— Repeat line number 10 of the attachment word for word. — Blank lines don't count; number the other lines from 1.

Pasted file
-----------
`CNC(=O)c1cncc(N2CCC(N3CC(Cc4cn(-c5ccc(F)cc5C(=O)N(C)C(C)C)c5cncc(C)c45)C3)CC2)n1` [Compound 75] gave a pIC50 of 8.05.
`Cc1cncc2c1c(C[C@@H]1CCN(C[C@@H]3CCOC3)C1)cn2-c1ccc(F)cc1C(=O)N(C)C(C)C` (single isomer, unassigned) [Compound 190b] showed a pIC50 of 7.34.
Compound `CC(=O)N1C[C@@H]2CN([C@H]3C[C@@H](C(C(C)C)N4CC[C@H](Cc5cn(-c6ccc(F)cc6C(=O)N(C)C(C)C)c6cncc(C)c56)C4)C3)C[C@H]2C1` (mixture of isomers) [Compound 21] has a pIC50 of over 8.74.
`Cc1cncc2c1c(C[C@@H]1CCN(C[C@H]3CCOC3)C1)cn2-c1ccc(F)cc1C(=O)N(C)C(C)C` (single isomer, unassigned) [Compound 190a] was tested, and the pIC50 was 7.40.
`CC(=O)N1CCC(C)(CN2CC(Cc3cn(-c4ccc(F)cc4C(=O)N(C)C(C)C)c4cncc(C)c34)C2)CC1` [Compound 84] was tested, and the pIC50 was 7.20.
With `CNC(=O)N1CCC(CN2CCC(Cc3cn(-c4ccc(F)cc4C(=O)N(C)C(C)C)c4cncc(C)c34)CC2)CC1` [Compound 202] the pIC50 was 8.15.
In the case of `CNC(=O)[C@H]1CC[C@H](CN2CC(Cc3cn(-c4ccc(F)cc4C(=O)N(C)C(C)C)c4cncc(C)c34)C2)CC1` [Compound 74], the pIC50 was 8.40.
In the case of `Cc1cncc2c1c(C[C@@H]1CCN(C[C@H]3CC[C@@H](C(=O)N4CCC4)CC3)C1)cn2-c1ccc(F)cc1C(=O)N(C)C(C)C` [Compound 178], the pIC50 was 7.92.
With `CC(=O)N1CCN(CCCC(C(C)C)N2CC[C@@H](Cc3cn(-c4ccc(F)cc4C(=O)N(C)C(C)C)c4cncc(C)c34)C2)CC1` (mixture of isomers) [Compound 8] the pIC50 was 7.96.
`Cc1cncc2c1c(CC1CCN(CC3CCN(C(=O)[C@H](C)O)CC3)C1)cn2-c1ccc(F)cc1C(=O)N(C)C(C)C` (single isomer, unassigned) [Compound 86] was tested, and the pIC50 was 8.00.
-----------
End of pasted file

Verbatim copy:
`Cc1cncc2c1c(CC1CCN(CC3CCN(C(=O)[C@H](C)O)CC3)C1)cn2-c1ccc(F)cc1C(=O)N(C)C(C)C` (single isomer, unassigned) [Compound 86] was tested, and the pIC50 was 8.00.